Walkden-Shiyun controversy

Discussion in 'Tae Kwon Do' started by Mitlov, May 26, 2019.

  1. Mitlov

    Mitlov Shiny

    That's literally why pushing your opponent to make space was recently added to the rules as permissible...to let people fight out of the clinch. Some people, most notably but not only Walden, are now using pushing offensively. Aaron Cook does it twice in this video from the same world championships. But then Cook does it again in round two and this time he gets the penalty, not the opponent he pushed out.



    Speaking of that video, it's an exciting (if not close) match. It's a nice counterpoint for those people (not you personally, but some here) saying Olympic TKD is fundamentally broken, constant stoppages, nothing but front leg roundhouse kicks, etc. Whether or not some people here personally like it, it's the most popular martial sport in the world based on participation numbers, and that's not a situation where it makes sense to throw out the whole rulebook, declare it a failure, and restart from scratch as some are suggesting.
     
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  2. Smitfire

    Smitfire Cactus Schlong

    I wonder if that was because he only pushed? There was no attempt at a follow up kick?
     
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  3. Thomas

    Thomas Combat Hapkido/Taekwondo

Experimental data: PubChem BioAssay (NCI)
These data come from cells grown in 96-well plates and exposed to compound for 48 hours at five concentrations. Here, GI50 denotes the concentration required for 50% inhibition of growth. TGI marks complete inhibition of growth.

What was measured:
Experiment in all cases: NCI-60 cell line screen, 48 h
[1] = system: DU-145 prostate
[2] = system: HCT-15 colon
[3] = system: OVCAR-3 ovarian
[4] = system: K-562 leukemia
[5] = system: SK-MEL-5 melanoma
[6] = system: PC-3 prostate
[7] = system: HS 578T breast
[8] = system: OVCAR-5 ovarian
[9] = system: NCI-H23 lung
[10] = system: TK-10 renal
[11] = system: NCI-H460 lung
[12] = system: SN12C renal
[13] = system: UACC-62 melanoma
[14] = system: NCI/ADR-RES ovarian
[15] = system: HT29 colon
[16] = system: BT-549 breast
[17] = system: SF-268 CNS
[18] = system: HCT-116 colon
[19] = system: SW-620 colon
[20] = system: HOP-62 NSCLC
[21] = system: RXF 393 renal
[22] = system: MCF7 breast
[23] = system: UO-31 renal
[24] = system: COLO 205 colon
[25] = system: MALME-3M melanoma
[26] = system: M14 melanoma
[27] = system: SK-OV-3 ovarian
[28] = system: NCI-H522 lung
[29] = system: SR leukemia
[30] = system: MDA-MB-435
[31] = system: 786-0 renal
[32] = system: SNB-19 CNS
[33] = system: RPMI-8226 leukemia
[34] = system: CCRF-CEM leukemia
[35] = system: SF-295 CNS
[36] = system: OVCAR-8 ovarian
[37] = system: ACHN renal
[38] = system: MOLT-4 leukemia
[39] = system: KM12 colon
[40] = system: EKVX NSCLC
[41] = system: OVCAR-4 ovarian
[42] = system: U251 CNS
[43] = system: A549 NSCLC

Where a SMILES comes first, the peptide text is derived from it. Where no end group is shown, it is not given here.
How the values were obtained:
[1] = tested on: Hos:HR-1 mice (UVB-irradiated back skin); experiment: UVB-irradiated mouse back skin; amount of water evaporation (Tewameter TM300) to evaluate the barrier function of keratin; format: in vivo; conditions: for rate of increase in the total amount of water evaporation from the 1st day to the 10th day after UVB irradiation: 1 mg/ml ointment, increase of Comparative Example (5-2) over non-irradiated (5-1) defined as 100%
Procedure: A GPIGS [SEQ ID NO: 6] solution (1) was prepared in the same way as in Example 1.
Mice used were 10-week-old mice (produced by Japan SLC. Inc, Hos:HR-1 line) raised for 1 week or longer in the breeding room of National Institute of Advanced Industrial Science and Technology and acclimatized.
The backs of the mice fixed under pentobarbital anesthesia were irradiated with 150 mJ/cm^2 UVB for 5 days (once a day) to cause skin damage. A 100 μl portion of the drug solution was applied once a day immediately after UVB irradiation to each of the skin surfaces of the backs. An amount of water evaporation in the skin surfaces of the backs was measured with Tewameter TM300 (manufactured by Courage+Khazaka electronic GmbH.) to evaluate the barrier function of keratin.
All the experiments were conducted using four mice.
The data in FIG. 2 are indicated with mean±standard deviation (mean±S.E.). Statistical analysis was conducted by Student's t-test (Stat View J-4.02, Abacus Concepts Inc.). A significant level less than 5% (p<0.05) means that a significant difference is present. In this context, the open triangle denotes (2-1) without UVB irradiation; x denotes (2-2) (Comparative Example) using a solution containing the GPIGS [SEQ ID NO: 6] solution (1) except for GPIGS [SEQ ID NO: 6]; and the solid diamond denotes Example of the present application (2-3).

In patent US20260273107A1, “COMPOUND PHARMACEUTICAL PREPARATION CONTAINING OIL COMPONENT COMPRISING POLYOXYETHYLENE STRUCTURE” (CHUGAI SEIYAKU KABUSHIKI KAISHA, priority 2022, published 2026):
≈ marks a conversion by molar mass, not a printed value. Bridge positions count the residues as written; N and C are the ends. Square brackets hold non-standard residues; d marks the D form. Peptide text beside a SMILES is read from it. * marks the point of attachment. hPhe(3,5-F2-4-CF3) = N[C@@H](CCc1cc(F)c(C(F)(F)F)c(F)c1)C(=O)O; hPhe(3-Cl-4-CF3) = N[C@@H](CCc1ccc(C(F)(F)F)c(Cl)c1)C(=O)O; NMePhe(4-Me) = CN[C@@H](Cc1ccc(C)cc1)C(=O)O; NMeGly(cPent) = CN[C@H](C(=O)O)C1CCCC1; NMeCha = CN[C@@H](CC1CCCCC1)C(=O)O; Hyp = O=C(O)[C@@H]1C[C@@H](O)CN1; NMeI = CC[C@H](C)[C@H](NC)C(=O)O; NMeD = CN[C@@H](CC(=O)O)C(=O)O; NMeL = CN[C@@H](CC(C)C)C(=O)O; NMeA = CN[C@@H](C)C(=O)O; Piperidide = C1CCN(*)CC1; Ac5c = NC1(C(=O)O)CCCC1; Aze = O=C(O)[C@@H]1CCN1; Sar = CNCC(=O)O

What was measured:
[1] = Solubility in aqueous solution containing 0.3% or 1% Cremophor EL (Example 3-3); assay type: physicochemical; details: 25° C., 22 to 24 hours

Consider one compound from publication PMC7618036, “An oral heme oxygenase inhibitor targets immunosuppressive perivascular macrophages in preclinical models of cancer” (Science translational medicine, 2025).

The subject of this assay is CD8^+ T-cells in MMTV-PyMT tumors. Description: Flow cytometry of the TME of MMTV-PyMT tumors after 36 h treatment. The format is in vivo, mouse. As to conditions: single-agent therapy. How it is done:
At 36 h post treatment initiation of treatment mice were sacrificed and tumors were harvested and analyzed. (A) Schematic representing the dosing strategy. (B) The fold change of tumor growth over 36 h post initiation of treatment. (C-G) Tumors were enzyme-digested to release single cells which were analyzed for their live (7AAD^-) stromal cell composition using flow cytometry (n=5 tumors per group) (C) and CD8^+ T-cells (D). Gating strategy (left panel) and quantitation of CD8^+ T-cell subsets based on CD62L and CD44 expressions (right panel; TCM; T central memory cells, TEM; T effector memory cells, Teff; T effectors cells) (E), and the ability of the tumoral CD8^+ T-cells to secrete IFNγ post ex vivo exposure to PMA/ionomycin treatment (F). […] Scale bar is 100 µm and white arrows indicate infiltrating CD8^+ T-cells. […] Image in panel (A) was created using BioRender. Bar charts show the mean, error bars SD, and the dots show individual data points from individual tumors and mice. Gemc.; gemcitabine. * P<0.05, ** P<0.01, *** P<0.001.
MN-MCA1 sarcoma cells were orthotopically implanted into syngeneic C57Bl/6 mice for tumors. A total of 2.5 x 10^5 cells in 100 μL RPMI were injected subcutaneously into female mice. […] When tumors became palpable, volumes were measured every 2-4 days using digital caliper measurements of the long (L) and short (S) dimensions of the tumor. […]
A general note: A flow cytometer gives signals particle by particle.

Which is unfortunate... I remember training and using a lot of in close punches to the body when the opponent got close (or a slide or switch step to make room followed up with a kick) to make the opponent respect the close game. We didn't get 'points' for the close in punches, but you could deliver enough pain to encourage them to stay away.
     
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  4. Monkey_Magic

    Monkey_Magic Active Member

    In modern ITF competitions, at least in the UK, I’ve seen hooks and uppercuts disallowed. Only straight punches (jab/cross) and jumping punches were permitted.

    Also, the ITF seems to have a rule where you have to throw at least one kick for every four punches. Competitors who throw five successive punches get penalised. Why have such an odd rule?

    Also, why does a jumping punch score extra points? This results in crazy jumping about to land a punch whilst mid-air.
     
  5. Mitch

    Mitch Lord Mitch of MAP Admin

    I like Cook's style, even his front leg jabbing side kicks are properly knocking the opponent back. He's old school in some ways, from my limited knowledge of the sport. Thanks for that vud Mitlov, interesting to watch.
     
  6. Aegis

    Aegis River Guardian Admin Supporter

    On the other hand, epee must be one of the easiest rulesets in all combat sports - stab the other person first and you get the point. Stab at the same time and you both get a point. Obviously there are some intricacies to that, but it's a pretty easy system to start watching.
     
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  7. Mitch

    Mitch Lord Mitch of MAP Admin